Las Vegas Sun

January 18, 2018

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Newton takes on role of gaming advocate

The casino industry has enlisted the help of entertainer Wayne Newton in the first nationwide, grass-roots campaign to bolster its political clout in Washington.

Newton has agreed to become honorary chairman of Americans for Casino Entertainment (ACE), a nonprofit citizens group created by the American Gaming Association, the industry's high-powered Washington lobby.

In literature describing ACE, the AGA says the new organization was launched to "support the industry against the powerful anti-gambling lobby that has convinced a group of Washington politicians that there is nothing good about casinos and gaming."

The primary goal, the literature adds, is to build a "positive national force" to deliver the real facts about the industry to the "Washington-based pressure groups and politicians."

AGA President Frank Fahrenkopf said in an interview that ACE was created amid numerous political threats against gaming on Capitol Hill, including the NCAA's campaign to ban betting on college sports in Nevada.

"One of the untapped resources and assets of the gaming industry is its customers," Fahrenkopf said. "We've got millions of people out there, and we've never really been able to mobilize them to assist the industry in fighting against unfair legislation in Congress that would impinge upon their rights to spend their money in a way they want to."

Fahrenkopf said Newton, a longtime friend, will be an important ally in the industry's efforts to reach out to those casino-friendly Americans.

"He feels a tremendous commitment to the gaming industry, and he wants to help the industry and the state of Nevada in particular," Fahrenkopf said.

Newton, known as "Mr. Las Vegas," has been a headliner on the Strip and active in civic affairs here for several decades.

One national gambling critic said this morning that he wasn't impressed with the AGA's new citizens organization.

"If their ace in the hole is a mercenary army with Wayne Newton as the general, we're not scared," said the Rev. Tom Grey, executive director of the National Coalition Against Legalized Gambling. "We'll hold our ground.

"All this is going to do is call attention to them using their money and political muscle."

The industry, already regarded as a major campaign contributor in Washington, has intensified its lobbying on Capitol Hill since the first of the year to counter the NCAA's betting ban push.

Las Vegas casino executives have been making regular trips to the Hill to promote a bill that seeks stepped-up Justice Department scrutiny of illegal sports betting in the country, including on college campuses.

Fahrenkopf said his ultimate objective in the grass-roots campaign is to obtain the support of 10 million to 20 million supporters around the country to put more pressure on the industry's enemies in Washington.

"If something comes up before Congress that impacts the industry, we can activate them to write their senators and congressmen," he said.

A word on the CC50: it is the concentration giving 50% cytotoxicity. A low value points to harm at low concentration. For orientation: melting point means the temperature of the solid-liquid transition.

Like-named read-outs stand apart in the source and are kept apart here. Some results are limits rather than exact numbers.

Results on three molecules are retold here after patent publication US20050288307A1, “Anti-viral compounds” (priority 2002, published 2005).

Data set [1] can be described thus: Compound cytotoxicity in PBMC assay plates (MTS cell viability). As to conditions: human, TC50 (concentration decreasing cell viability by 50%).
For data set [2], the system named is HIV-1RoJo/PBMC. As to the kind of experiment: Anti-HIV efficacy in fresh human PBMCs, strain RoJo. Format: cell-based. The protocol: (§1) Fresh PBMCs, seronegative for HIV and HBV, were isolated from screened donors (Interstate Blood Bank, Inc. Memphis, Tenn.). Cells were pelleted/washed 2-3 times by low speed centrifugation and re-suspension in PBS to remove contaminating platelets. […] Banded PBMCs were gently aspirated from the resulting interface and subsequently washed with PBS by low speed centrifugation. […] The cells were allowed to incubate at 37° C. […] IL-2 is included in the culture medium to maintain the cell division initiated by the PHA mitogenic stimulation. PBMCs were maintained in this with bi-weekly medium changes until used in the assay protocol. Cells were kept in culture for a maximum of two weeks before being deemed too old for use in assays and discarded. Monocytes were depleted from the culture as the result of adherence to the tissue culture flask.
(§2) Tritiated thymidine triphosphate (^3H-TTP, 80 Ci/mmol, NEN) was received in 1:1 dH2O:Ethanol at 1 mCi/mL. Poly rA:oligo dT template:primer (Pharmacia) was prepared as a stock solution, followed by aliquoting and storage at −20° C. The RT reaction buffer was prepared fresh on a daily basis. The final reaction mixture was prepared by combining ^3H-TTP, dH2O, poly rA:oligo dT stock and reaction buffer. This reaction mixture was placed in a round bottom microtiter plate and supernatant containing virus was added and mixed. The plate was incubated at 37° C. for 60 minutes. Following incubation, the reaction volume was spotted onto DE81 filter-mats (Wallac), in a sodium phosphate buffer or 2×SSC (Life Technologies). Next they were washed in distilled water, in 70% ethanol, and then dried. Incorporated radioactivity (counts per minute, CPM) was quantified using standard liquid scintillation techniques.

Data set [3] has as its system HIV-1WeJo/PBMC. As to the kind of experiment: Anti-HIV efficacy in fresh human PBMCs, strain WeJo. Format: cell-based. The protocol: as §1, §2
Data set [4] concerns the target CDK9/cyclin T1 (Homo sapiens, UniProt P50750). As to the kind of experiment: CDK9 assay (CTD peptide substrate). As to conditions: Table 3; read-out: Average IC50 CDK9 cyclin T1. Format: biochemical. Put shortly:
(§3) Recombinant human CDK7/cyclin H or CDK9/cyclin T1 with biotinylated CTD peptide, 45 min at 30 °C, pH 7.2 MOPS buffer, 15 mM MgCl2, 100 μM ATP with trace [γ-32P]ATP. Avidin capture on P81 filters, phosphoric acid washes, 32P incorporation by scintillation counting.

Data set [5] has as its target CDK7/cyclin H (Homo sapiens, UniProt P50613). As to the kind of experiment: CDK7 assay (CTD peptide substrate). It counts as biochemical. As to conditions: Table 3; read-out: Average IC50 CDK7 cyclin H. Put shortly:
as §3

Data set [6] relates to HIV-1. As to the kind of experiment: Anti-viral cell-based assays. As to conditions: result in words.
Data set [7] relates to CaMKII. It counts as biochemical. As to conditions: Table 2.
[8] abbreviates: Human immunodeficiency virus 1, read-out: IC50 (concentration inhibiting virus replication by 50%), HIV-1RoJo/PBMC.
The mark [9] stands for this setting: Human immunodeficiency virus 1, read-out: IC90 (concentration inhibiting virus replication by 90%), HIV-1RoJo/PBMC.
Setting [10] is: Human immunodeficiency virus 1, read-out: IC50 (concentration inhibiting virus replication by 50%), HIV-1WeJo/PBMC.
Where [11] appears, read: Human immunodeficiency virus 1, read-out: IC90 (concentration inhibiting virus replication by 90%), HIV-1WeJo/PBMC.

In recent weeks the AGA has been sending out several test letters under Newton's signature to thousands of targeted gamblers across the country to determine which is the best message to woo supporters to its side.

"I have never written a letter like this before," Newton says in one letter. "After all, I'm in show business -- not politics. But like every American, I feel there are times when you simply must stand up and speak out for your rights and freedoms.

"Right now," Newton writes, "powerful forces are at work in Washington and in state capitals. A new coalition is forming -- a coalition of politicians and vocal anti-gambling groups that want to take away your right to enjoy casino gaming.

"They want to tell you how to behave, how to live and what kinds of entertainment you may choose. It's wrong and its happening right now."

Newton says he wants to sponsor the reader as a charter member of ACE to "protect our rights to choose casino entertainment."

The anti-gambling machine, Newton adds, is bent on pushing for "tough" new controls on the casino industry.

"You know who they are: People who have declared themselves morally superior to the rest of us," he writes. "They've decided what's good and what's bad. And there mission is to use Congress to write their agenda into law, even if it means trampling on your rights."

Newton calls ACE the "first genuine grassroots organization" designed to fight the industry's political foes.

"And we need your help to become effective and powerful enough to overcome the anti-casino lobby in Washington and its political allies," he says.

Then he asks the reader to activate a free membership card by either calling an 800 number, mailing the card to the AGA's headquarters in Washington, or logging on to ACE's website.

"Once you've activated your membership," Newton concludes, "we'll keep you informed on important issues and let you know when your help is needed to tell the politicians to stop meddling with our freedoms."